Words matter. Words are doors to perception, feeling, insight, understanding, connection. I feel this, strongly, and the ideas in this one sign are active and important in my current work in progress, a middle-grade adventure novel, Blood Mountain. (Think of it as “Hatchet” meets “Misery” — and there’s a dog.)
More and more I’m feeling the pull and importance of the natural world. Maybe it’s because of the internet and social media and cell phones and our disconnectedness with real things. As if we’ve been cut adrift, untethered, astronauts floating in space, clawing for air . . .
More on this issue another time. Thank you, Michael Namingha. And in the meantime, check out the books by Robert MacFarlane and, please, this post from me back in January: “Digging Up the Lost Words.”
But before you go, say it with me: acorn, ash, buttercup, dandelion, fern, ivy, mistletoe, nectar, pasture, willow . . .
Can you feel it? Summer’s last gasps. Here on the East Coast, we’re making the big turn and heading into the school year. From the point of view of this blog, that means we’re coming to life again after a quiet summer sojourn.
Nice to see you, welcome back!
A while back, I enjoyed a lovely Skype with a class in Miami. A beautiful, diverse group of students read The Courage Test and I answered questions about the book for about half an hour. No fee.
It’s something I’m trying to be open to in the future — the free Skype — for a variety of reasons. But first this: I’ve managed to survive as a children’s book writer over the past 20 years by actively visiting schools and presenting to young people. It’s been an essential source of revenue for me; the paid visits keep the ship afloat. And I love doing them. I’m immensely grateful for every invitation. So I’ve always been conflicted about “giving it away.” But it can’t be denied: in many situations, Skype is the only way to connect with these teachers and students, for geographic or economic reasons. It’s also rewarding to speak deeply about a book that everyone has read, rather than doing the typical one-sided overview of, ahem, the writer’s life. Also, yes, I believe in my books and I’m trying to get them out there, into the hands of young readers. That’s what it’s all about.
Today I’m sharing the follow-up to one of those Skypes. File this under: some people are raised right.
Nice, right? The handwritten “thank you” note. A rare sighting!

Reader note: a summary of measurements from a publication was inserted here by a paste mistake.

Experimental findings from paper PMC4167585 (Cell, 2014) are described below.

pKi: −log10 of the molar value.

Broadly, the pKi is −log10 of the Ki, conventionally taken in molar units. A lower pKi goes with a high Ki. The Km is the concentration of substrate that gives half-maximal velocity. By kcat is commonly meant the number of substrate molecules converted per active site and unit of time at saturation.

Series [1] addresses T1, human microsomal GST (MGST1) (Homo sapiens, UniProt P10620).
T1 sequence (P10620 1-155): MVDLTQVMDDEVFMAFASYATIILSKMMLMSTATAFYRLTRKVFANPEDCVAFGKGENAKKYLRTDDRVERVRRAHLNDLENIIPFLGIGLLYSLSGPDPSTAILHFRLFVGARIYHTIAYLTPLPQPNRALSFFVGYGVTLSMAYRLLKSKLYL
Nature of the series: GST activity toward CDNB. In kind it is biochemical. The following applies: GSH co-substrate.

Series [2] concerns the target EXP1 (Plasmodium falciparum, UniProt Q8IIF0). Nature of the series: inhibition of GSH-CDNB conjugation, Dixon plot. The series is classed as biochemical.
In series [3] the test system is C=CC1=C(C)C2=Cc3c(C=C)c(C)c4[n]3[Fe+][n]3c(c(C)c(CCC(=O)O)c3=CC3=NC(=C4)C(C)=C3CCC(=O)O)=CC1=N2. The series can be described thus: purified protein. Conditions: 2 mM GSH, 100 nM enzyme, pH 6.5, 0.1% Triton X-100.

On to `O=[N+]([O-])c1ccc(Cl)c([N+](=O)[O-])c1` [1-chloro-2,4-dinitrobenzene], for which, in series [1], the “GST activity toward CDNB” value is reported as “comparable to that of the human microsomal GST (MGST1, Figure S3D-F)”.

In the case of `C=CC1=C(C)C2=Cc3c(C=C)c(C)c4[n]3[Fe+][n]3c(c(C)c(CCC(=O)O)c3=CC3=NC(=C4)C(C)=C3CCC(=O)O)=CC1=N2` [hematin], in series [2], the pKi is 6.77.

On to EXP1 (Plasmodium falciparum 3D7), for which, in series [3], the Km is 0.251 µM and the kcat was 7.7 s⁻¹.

The package arrived with teal t-shirt and a bevy of beautifully illustrated cards from students, each containing a thoughtful comment about our Skype together.
I don’t need or expect that kind of response, but it’s awfully nice to receive. The satisfaction of coming full circle. Thank you, Denise, thank you, Miami!
For more information about my school visits, please click here.
Oh, hey, I guess this is a thing now. The paperback edition of BETTER OFF UNDEAD, only $7.99 (cheap)!
Feiwel & Friends always does an excellent job with their paperback line, Square Fish, and I’m grateful to be so handsomely published.
“Hilarious!” — Booklist, starred review.
“This uproarious middle grade call to action has considerable kid appeal and a timely message.” — School Library Journal.
WAIT, HOLD ON, DON’T GO!
Here’s an excerpt from pages 59-63, when Adrian and Zander encounter a dead bat . . .
Zander narrowed his eyes, stopped in front of a house, and pointed toward a bush. “Wow, check that out.”
We walked onto the lawn and stood near the base of an oak tree. It was a dead bat. Zander found a stick and gently poked it. He took a long look.
I said, “I’ve never seen a dead bat before.”
It was entirely brown, except for the area around its nose, which was white. The body looked like a mouse’s, but with the head of tiny pig. Its ears were comically large, I guess for the radar thingy that helps bats fly at night. Echolocation, that the word. Up close, its glossy wings looked like thin plastic, stretched from forelimbs to hind legs. All in all, an exotic creature that was perfectly adapted to a strange life.
Zander looked up at me, blinking. “This is so sad.”
“It’s a dead bat,” I said. “What’s sad about it?”
“It’s like the honeybees,” Zander said. “Remember Ms. Fjord talking about bats?”